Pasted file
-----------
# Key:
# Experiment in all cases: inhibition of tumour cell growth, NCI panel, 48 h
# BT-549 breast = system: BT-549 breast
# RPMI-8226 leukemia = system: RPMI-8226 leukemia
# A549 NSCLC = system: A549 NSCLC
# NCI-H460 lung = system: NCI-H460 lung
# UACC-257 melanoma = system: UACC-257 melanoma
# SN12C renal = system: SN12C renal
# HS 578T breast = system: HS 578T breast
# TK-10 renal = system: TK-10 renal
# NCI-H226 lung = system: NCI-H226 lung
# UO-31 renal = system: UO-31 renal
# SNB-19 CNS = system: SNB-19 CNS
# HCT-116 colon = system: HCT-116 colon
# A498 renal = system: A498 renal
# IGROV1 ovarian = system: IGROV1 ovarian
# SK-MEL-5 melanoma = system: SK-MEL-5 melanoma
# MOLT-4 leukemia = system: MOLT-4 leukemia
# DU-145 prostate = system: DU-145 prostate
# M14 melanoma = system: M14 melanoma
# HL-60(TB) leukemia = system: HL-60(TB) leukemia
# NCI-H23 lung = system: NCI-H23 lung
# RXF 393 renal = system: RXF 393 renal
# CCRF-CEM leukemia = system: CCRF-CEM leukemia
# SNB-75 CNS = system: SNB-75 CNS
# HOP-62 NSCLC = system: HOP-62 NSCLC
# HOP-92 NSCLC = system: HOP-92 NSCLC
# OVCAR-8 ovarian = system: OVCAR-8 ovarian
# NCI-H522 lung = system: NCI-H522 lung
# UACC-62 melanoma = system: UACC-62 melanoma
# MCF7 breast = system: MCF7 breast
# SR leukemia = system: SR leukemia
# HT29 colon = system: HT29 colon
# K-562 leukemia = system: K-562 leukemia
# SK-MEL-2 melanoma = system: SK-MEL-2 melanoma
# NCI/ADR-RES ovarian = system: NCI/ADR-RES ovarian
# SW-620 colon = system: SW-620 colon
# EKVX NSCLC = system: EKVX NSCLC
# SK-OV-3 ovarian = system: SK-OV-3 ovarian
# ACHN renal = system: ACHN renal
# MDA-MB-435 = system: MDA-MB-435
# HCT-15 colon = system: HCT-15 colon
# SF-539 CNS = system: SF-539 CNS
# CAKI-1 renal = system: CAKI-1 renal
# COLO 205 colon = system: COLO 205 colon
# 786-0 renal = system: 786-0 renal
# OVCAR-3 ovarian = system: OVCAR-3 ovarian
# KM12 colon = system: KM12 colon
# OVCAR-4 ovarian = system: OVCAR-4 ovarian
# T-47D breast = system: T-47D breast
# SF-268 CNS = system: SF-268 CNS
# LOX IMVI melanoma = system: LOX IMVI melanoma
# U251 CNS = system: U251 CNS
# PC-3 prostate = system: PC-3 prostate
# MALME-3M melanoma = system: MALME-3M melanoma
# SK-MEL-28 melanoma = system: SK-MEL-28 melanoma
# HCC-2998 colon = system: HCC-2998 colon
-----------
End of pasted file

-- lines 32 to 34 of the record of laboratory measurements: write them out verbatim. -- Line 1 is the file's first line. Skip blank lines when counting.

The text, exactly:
# SR leukemia = system: SR leukemia
# HT29 colon = system: HT29 colon
# K-562 leukemia = system: K-562 leukemia